Jurgen Klopp refused to be downhearted despite his annoyance at being denied a strong second-half penalty claim in Liverpool’s 1-1 draw with Leicester at Anfield on Wednesday.
The result, coming 24 hours after Premier League title rivals Manchester City were beaten at lowly Newcastle, saw Klopp’s team extend their lead at the top of the table to five points.
But it could have been seven points after Sadio Mane gave Liverpool an early lead, only for Harry Maguire to score a dramatic equaliser in first-half injury time.
To compound Klopp’s unhappiness, Maguire had been cautioned just six minutes earlier for a foul on Mane when the Liverpool striker appeared ready to break clear on goal in a counter-attack.
Referee Martin Atkinson deemed that foul worth only a yellow card, and compounded his “crime” in the eyes of home fans when he did not award Liverpool a second-half penalty following what appeared to be Ricardo Pereira’s trip on Naby Keita.
“The 1-1 is okay, even though everybody agrees it should have been a penalty,” said Klopp. “I don’t know why it wasn’t.
“I don’t know what he (Atkinson) saw in this moment, because he had the best position. There was no blood involved, but still, it was a penalty.”
The Liverpool manager, looking to bring the English title to Anfield for the first time in 29 years, continued: “But he doesn’t want to give it, and we can’t tell him to come and look at it again.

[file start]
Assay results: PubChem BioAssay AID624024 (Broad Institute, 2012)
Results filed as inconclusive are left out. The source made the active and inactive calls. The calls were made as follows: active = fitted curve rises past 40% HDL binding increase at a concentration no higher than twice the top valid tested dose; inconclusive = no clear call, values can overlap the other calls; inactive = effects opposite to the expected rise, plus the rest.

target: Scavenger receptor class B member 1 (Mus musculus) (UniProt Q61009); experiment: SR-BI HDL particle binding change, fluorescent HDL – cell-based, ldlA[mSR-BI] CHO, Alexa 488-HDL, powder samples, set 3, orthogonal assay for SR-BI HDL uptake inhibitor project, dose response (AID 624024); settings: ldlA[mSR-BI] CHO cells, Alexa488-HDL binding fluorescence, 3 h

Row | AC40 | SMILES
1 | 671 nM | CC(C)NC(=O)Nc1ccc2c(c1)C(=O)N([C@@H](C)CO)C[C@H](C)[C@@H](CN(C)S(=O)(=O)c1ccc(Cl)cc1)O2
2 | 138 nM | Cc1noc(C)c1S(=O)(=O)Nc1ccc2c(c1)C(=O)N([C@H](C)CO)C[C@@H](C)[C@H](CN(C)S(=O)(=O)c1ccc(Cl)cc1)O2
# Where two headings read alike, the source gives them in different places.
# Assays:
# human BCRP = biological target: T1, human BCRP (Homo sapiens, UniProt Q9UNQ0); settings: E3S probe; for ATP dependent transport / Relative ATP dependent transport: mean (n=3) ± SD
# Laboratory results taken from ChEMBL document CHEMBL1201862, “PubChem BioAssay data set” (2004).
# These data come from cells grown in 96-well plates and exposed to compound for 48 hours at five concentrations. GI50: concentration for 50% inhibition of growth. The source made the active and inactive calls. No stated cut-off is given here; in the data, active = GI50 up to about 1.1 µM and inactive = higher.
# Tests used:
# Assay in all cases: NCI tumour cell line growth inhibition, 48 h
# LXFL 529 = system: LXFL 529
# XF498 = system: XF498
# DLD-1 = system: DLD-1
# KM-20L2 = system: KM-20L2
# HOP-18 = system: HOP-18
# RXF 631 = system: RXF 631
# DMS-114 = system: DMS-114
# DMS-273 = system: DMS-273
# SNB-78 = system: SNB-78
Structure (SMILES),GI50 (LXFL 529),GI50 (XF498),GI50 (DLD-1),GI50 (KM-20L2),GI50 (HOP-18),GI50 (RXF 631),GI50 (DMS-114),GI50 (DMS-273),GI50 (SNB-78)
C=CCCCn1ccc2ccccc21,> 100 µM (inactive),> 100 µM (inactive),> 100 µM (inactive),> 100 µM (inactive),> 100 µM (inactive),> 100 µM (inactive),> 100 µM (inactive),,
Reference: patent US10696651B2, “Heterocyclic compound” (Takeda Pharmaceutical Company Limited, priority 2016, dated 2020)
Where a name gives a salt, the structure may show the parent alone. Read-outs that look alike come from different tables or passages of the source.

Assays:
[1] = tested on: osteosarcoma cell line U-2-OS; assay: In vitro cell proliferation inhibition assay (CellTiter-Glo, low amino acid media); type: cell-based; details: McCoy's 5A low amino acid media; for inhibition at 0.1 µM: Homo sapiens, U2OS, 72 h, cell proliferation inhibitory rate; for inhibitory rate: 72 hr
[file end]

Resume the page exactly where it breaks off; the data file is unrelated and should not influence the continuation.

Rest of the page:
“I think we agree it was a penalty, very often I stand here when we got a penalty and have to defend it.”
The German boss added: “And we had the situation with Maguire. I am not the referee, I am the manager, I am not sure, is it smart what he is doing?
“I would say it is a 100 percent goal-scoring chance at least that is something – a situation where there is a goal-scoring chance that tells the ref he has to give a red card.”
The evening had started in perfect fashion for Liverpool as Mane scored their fastest league goal in nearly three years, with just two minutes on the clock, only for Maguire to level in first-half injury time.
The England World Cup defender was left unmarked six yards out, and swept the ball home after Wilfred Ndidi’s shot, following a James Maddison free kick, had been blocked and Ben Chilwell guided the ball back into the area with a clever header.
The goal was the culmination of a half which had seen the tension at Anfield increase as Liverpool pressed for a second goal.
Their opener with just 124 seconds on the clock was a sublime effort that crowned a flowing, 30-pass move.
Eventually, Andrew Robertson’s pass was touched on by Roberto Firmino, and Mane curled into the bottom right-hand corner from 12 yards out.
Firmino was then denied by Kasper Schmeichel before Mane headed wide from the resulting corner.
But as City had done in surrendering an early lead at Newcastle, Liverpool looked nervous and susceptible at the back.
A mistake by goalkeeper Alisson gifted Leicester a chance, which ended with Maddison heading wide unmarked at the far post from all of two yards after 24 minutes.
In an entertaining second half, Maguire had an effort cleared off the line by Firmino, while in the closing stages, Jordan Henderson’s cross picked out Firmino, whose ferocious drive was well parried by the diving Schmeichel.
“We have a point more than before,” said Klopp. “That is not exactly what we wanted to have, but still, everything is fine at the moment.”